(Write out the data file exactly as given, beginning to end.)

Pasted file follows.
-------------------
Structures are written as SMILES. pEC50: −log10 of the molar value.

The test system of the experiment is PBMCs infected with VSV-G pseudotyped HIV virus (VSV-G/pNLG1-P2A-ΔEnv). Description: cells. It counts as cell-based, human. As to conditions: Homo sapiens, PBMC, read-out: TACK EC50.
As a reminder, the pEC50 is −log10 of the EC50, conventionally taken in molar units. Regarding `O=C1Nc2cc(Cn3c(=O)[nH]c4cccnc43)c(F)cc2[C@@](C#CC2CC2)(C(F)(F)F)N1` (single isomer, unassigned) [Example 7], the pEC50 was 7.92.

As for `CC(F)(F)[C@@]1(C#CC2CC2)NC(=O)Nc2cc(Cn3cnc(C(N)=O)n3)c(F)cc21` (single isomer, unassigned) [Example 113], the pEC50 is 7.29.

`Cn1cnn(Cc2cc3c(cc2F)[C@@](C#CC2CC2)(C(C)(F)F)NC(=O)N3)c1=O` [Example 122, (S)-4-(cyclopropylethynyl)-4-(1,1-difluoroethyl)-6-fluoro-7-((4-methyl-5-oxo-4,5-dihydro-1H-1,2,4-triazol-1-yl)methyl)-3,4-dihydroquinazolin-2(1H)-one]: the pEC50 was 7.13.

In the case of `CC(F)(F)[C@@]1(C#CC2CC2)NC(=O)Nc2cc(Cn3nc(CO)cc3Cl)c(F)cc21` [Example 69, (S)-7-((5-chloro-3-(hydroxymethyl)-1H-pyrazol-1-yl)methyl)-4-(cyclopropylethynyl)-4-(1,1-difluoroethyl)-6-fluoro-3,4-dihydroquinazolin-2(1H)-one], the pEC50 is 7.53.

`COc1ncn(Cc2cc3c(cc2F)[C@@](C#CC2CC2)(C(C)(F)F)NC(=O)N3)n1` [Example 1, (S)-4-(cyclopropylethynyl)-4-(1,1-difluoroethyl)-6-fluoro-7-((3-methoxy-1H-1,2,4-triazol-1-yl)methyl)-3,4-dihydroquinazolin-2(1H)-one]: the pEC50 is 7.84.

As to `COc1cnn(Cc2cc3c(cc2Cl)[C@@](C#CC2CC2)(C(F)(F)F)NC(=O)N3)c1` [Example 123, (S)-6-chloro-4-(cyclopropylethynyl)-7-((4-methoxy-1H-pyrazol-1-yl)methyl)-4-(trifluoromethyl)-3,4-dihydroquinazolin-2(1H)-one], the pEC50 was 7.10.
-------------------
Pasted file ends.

Structures are written as SMILES. pEC50: −log10 of the molar value.

The test system of the experiment is PBMCs infected with VSV-G pseudotyped HIV virus (VSV-G/pNLG1-P2A-ΔEnv). Description: cells. It counts as cell-based, human. As to conditions: Homo sapiens, PBMC, read-out: TACK EC50.
As a reminder, the pEC50 is −log10 of the EC50, conventionally taken in molar units. Regarding `O=C1Nc2cc(Cn3c(=O)[nH]c4cccnc43)c(F)cc2[C@@](C#CC2CC2)(C(F)(F)F)N1` (single isomer, unassigned) [Example 7], the pEC50 was 7.92.

As for `CC(F)(F)[C@@]1(C#CC2CC2)NC(=O)Nc2cc(Cn3cnc(C(N)=O)n3)c(F)cc21` (single isomer, unassigned) [Example 113], the pEC50 is 7.29.

`Cn1cnn(Cc2cc3c(cc2F)[C@@](C#CC2CC2)(C(C)(F)F)NC(=O)N3)c1=O` [Example 122, (S)-4-(cyclopropylethynyl)-4-(1,1-difluoroethyl)-6-fluoro-7-((4-methyl-5-oxo-4,5-dihydro-1H-1,2,4-triazol-1-yl)methyl)-3,4-dihydroquinazolin-2(1H)-one]: the pEC50 was 7.13.

In the case of `CC(F)(F)[C@@]1(C#CC2CC2)NC(=O)Nc2cc(Cn3nc(CO)cc3Cl)c(F)cc21` [Example 69, (S)-7-((5-chloro-3-(hydroxymethyl)-1H-pyrazol-1-yl)methyl)-4-(cyclopropylethynyl)-4-(1,1-difluoroethyl)-6-fluoro-3,4-dihydroquinazolin-2(1H)-one], the pEC50 is 7.53.

`COc1ncn(Cc2cc3c(cc2F)[C@@](C#CC2CC2)(C(C)(F)F)NC(=O)N3)n1` [Example 1, (S)-4-(cyclopropylethynyl)-4-(1,1-difluoroethyl)-6-fluoro-7-((3-methoxy-1H-1,2,4-triazol-1-yl)methyl)-3,4-dihydroquinazolin-2(1H)-one]: the pEC50 is 7.84.

As to `COc1cnn(Cc2cc3c(cc2Cl)[C@@](C#CC2CC2)(C(F)(F)F)NC(=O)N3)c1` [Example 123, (S)-6-chloro-4-(cyclopropylethynyl)-7-((4-methoxy-1H-pyrazol-1-yl)methyl)-4-(trifluoromethyl)-3,4-dihydroquinazolin-2(1H)-one], the pEC50 was 7.10.